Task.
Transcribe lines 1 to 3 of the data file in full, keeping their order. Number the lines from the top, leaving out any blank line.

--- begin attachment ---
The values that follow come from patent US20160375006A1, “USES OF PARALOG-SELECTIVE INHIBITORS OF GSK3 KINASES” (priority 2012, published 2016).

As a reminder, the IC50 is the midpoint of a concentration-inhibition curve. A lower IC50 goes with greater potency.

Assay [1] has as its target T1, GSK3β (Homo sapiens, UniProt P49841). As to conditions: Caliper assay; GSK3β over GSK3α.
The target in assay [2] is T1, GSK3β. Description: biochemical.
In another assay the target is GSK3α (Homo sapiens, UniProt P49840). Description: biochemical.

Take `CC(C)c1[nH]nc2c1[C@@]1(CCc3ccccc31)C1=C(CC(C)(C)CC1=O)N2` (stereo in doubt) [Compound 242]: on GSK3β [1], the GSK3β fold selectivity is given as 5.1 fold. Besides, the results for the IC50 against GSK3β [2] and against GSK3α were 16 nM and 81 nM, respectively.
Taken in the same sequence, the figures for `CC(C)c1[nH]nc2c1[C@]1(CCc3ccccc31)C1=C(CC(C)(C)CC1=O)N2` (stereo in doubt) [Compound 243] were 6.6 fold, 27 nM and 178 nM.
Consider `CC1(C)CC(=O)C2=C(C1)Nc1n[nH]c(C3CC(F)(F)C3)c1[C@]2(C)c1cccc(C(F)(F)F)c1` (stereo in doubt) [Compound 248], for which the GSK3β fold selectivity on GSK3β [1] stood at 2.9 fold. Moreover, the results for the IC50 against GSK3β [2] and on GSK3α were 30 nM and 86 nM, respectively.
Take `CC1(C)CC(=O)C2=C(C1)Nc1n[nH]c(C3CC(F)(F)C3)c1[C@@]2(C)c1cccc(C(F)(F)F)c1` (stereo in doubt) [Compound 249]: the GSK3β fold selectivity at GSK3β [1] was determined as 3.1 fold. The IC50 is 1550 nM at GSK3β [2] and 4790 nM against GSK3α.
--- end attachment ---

The values that follow come from patent US20160375006A1, “USES OF PARALOG-SELECTIVE INHIBITORS OF GSK3 KINASES” (priority 2012, published 2016).

As a reminder, the IC50 is the midpoint of a concentration-inhibition curve. A lower IC50 goes with greater potency.

Assay [1] has as its target T1, GSK3β (Homo sapiens, UniProt P49841). As to conditions: Caliper assay; GSK3β over GSK3α.